On Thursday, Aug. 31, junior Class B certificate holders Tamweel Aviation Funding, Centurion, Cigna and Hudson filed a lawsuit in New York state court accusing Class A majority holder Ares Management and trustee Wilmington Trust of “rigging” an April 2021 foreclosure sale of 17 LATAM Airlines aircraft to Ares aircraft leasing affiliate Vmo. According to the plaintiffs, “Wilmington conducted a sham foreclosure sale of a fleet of seventeen aircraft that was designed by Defendants to allow Vmo to obtain the collateral at a discount of at least $100,000,000 to its appraised market value.”
In a suit filed in June 2021, Hudson and CarVal accuse Ares, Vmo and Wilmington of similar bid-rigging in an auction of Norwegian Air Shuttle aircraft; the plaintiffs’ claims for breach of fiduciary duty and aiding and abetting breach of fiduciary duty, but not their claims for breach of contract, survived
motions to dismiss in January 2022. The plaintiffs in their new fiduciary duty/aiding and abetting complaint assert the defendants’ misconduct in the LATAM aircraft auction was “even more egregious” than in the Norwegian Air auction.
Specifically, the plaintiffs allege that the 30-day LATAM aircraft auction was “rushed,” “required bids to be for all of the aircraft without any right to inspect the collateral” and featured Vmo as the stalking horse bidder for $575 million, “well below” the aircraft’s appraised value. According to the plaintiffs, after LATAM filed chapter 11, Wilmington valued the aircraft at between $651.7 million (on a distressed market basis) and $904.8 million (on a current market basis) as of September 2020, and post-bankruptcy appraisals conservatively valued the aircraft at between $626 million and $885.5 million.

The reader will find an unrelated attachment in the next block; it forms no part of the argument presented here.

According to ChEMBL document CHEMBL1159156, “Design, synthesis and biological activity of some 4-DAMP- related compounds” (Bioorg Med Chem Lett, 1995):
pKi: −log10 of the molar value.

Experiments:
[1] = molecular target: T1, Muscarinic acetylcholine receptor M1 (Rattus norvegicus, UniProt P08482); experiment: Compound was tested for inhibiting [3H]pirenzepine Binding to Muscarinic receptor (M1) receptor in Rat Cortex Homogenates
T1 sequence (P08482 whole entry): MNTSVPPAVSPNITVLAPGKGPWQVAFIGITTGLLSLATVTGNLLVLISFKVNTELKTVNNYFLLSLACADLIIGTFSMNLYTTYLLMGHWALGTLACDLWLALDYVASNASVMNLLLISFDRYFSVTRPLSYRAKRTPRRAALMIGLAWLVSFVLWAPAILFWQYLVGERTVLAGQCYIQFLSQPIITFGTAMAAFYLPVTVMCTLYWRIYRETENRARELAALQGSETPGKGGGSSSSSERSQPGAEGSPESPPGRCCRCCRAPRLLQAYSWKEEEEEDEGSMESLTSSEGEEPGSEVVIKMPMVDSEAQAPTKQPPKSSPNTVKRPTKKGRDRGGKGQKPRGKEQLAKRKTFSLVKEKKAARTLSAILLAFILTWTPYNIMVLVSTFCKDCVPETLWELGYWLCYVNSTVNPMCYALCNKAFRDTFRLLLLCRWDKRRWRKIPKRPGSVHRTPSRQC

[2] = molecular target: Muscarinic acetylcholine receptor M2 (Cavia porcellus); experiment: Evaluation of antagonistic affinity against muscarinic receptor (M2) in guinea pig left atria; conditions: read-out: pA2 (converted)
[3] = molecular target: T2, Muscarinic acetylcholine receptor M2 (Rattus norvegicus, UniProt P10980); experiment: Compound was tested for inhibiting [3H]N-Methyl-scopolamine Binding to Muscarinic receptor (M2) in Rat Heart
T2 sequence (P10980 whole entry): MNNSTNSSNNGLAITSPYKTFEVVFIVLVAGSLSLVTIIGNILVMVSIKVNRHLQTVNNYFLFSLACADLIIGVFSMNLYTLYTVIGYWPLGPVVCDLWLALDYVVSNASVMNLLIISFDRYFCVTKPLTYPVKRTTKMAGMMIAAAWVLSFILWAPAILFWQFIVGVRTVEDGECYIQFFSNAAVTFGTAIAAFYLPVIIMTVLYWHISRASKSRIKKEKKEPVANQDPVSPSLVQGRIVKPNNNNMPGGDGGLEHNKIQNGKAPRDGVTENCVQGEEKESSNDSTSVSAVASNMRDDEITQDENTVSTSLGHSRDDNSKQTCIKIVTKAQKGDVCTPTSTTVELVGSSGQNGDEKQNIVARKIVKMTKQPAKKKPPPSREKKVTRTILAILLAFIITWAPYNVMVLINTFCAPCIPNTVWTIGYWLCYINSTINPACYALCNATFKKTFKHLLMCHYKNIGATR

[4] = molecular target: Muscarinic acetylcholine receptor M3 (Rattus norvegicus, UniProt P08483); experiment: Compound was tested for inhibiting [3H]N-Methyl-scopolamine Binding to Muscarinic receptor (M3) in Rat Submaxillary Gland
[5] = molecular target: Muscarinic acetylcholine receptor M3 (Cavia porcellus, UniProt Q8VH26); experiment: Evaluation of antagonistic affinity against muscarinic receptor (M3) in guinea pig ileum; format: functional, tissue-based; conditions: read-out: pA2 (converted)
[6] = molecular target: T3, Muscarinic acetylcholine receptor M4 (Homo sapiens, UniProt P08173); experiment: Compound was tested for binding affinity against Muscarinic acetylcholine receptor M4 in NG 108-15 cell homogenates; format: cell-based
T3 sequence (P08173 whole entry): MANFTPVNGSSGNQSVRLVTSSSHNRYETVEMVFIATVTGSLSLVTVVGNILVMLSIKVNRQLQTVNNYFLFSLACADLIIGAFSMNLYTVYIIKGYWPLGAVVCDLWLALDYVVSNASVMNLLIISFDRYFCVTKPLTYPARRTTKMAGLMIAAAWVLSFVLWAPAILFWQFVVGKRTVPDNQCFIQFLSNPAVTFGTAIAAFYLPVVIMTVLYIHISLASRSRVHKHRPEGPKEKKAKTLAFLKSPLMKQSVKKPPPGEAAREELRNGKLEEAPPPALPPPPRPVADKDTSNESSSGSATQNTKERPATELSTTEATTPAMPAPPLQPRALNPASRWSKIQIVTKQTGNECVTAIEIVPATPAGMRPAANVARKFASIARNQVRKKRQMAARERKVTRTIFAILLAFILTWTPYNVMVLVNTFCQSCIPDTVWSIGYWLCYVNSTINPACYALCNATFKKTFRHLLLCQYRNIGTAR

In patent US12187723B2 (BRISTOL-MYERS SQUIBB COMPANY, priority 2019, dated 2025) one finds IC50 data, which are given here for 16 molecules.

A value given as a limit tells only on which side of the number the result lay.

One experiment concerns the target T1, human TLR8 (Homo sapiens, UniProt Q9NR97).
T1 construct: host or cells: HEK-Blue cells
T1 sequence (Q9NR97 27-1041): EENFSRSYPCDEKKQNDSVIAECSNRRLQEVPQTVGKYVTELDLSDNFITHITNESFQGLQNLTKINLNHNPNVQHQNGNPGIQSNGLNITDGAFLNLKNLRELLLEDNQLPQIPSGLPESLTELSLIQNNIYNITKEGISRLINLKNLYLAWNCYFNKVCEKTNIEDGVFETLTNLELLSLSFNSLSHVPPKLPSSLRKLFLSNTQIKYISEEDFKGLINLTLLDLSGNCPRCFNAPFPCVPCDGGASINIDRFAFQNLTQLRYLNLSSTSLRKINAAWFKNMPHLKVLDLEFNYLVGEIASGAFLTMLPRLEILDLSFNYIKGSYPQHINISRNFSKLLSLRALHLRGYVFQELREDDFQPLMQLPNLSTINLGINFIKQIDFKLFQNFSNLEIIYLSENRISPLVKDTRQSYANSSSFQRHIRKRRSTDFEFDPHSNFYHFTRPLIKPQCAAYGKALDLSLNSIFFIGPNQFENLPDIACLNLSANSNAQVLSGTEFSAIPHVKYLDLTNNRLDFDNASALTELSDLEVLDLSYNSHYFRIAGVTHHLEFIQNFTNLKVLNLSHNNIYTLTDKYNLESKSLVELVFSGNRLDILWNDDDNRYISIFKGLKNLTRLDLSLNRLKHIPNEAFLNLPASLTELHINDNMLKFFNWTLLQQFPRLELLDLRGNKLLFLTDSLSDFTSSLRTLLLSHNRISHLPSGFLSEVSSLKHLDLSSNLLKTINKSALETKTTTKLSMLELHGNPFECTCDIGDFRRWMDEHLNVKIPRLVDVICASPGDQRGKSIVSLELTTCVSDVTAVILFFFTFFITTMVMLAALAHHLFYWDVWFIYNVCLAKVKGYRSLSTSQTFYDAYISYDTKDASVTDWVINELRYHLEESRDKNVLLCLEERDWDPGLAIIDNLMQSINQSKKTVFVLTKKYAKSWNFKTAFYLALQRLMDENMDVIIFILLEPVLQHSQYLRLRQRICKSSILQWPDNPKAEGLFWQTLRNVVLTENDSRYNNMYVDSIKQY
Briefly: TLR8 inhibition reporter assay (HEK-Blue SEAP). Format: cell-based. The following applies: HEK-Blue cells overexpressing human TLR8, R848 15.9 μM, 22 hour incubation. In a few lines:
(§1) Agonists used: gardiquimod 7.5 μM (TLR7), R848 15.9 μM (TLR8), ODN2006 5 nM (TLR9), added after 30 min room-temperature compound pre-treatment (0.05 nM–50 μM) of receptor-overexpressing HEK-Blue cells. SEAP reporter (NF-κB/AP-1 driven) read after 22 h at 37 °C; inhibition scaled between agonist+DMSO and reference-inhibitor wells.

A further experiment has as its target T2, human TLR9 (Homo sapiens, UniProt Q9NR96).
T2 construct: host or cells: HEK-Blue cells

Despite the low stalking horse bid, the plaintiffs say, Wilmington agreed to a $50 million breakup fee and required competing bidders to top Vmo’s offer by at least $60 million (including the breakup fee). “Not surprisingly, no other bids were deemed qualified and Wilmington canceled the auction and sold the aircraft to Vmo Holdings at the price set by Vmo,” the plaintiffs say.
“Ares and Vmo orchestrated the sale, and Wilmington blindly followed Ares’ and Vmo’s instructions, even though the Aircraft had been appraised at a much higher value than the amount of Vmo Holdings’ stalking horse bid,” the plaintiffs conclude. The auction superficially resembled a bankruptcy auction, the plaintiffs note, but the stalking horse terms were “intended to chill any independent bids and therefore depress the ultimate price at which the sale would be consummated.”
According to the plaintiffs, the Norwegian Air and LATAM foreclosure sales “were so commercially unreasonable and offensive” that the Aviation Working Group, “a not-for-profit legal entity comprised of major aviation manufacturers, leasing companies and financial institutions” in the aircraft financing and leasing market, issued guidelines
discouraging the use of stalking horse bids, breakup fees and minimum overbids in aircraft auctions.